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Round passes chamber gauge, won't load into bolt rifle. Login/Join 
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Picture of Dead_Eye
posted
I have a Sheridan slotted .308 Winchester chamber gauge. It looks like this:



When I make .308 ammo using brass that isn't Lapua, it will pass the gauge but won't let the rifle close the bolt. I've measured the usual suspects and they're all in the same ballpark. Any suggestions on how to fix this?


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Beware the man who has one gun because he probably knows how to use it.
 
Posts: 281 | Registered: May 04, 2016Reply With QuoteReport This Post
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Picture of sunkist
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I don't know if this helps but my Ruger Model 77 in .308 will not reliably accept neck sized cases. It only wants full length resized cases. It feeds the FL resized 100%.


"In The Land of the Blind, the One-Eyed Man is King."
 
Posts: 145 | Location: North Central Minnesota | Registered: January 01, 2009Reply With QuoteReport This Post
semi-reformed sailor
Picture of MikeinNC
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Your chamber is smaller than your gage....

Try FL resizing and see how it fares



"Violence, naked force, has settled more issues in history than has any other factor.”
― Robert A. Heinlein, Starship Troopers


 
Posts: 4577 | Location: 35-46.02N 077-55.54W | Registered: October 07, 2006Reply With QuoteReport This Post
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Picture of Dead_Eye
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I use a RCBS full length resizing die. Is there another full length resizing die that will size the body smaller?


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Beware the man who has one gun because he probably knows how to use it.
 
Posts: 281 | Registered: May 04, 2016Reply With QuoteReport This Post
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Picture of Orthogonal
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I use a similar Sheridan gauge for my 5.56mm brass (which is mostly Lake City) fired in a semi-auto though Sheridan says it is designed primarily for checking loaded ammunition. It appears to me to be a precision piece of tooling.

I use this gauge after resizing in a full length Redding(mostly) die. I can only speculate that your issue may be related to the length/headspace dimension of your resized brass, perhaps resulting from stronger or thicker brass in the Lapua not stretching as much as the 'other'.

For controlling that dimension my Sheridan gauge has go-nogo depressions with shoulders/edges milled into the top end of the gauge that are described in its instructions as matched to the limits shown in the SAAMI drawings for the .223 Rem. The gauge's instructions guide one to use his fingertips to assess a case's conformance using those shoulders' edges. Since neither my fingers nor eyesight are well calibrated alternatively I simply slip each resized case into the gauge and then place the base of the brass under a Mitutoyo digital indicator on a small inexpensive granite surface plate. The uppermost surface of the gauge becomes my zero reference and I am then fairly reassured that my resized brass is within the tolerance I seek.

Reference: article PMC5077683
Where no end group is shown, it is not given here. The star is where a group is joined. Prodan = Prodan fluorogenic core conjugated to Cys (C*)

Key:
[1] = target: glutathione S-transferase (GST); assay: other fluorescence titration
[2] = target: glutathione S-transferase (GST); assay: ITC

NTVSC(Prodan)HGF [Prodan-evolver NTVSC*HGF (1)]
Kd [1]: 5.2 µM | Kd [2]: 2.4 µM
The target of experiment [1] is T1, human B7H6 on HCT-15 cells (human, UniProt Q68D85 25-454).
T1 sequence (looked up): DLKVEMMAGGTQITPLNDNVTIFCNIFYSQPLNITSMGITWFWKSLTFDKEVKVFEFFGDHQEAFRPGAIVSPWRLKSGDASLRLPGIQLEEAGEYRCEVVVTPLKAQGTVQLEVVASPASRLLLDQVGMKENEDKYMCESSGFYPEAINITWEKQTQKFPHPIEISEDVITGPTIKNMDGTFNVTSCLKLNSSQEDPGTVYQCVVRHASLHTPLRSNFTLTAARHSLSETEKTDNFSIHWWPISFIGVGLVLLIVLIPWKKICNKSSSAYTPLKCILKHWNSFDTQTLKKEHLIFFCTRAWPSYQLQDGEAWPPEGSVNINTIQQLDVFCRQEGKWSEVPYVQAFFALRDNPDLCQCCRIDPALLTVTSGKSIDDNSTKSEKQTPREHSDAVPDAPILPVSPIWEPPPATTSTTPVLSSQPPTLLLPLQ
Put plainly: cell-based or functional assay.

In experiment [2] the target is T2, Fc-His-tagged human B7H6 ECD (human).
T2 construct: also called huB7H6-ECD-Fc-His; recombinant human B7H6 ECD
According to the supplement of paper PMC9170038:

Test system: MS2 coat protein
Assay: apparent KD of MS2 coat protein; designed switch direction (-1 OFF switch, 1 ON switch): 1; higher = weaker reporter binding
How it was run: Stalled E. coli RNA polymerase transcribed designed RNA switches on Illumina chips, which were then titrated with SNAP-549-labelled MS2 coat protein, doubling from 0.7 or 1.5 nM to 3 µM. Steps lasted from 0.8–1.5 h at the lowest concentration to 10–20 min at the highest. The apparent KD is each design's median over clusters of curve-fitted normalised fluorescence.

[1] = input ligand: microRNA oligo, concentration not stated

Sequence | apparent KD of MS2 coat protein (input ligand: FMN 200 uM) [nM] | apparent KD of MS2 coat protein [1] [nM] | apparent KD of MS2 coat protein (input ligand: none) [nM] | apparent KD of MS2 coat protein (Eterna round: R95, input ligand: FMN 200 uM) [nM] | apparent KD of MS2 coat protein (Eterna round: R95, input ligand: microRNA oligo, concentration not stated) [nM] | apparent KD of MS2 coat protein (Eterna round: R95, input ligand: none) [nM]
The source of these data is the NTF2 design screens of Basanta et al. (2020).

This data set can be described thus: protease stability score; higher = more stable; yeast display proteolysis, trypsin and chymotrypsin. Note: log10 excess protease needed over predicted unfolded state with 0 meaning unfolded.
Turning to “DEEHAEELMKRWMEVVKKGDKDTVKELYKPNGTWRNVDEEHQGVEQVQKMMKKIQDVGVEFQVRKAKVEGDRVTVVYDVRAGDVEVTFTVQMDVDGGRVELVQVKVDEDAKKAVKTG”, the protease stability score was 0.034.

If both your Lapua and other resized brass conform to the Sheridan guidance by being within the go window then your problem is probably elsewhere and someone with more knowledge than I will likely come along to help.

I've used this delightful tool also to set up my die(s) so that I resize around 0.002"-0.003" down from fired and get very satisfying moa from my loadings. I have two other well known brand case gauges for .223 but no longer use either of them since I got the Sheridan!
 
Posts: 383 | Registered: May 03, 2003Reply With QuoteReport This Post
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Slotted or chamber gauges while useful tools I still prefer a tool that I can measure headspace and shoulder set back when sizing to the thousandth of an inch. I would choose the Hornady Headspace Gauge set over a pile of gauges. While it's a comparator rather than a calibrated gauge it is still better for adjusting your dies and to set your sizing die to push shoulders back a measured amount. Seems your gauge doesn't match your chamber?
 
Posts: 91 | Registered: May 05, 2009Reply With QuoteReport This Post
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Picture of Blue68f100
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You are going to need to mark up your round to see where it's contacting at. It could be at the bullet, neck, shoulder or any where in between. So take a marker or candle smoke it and find out where.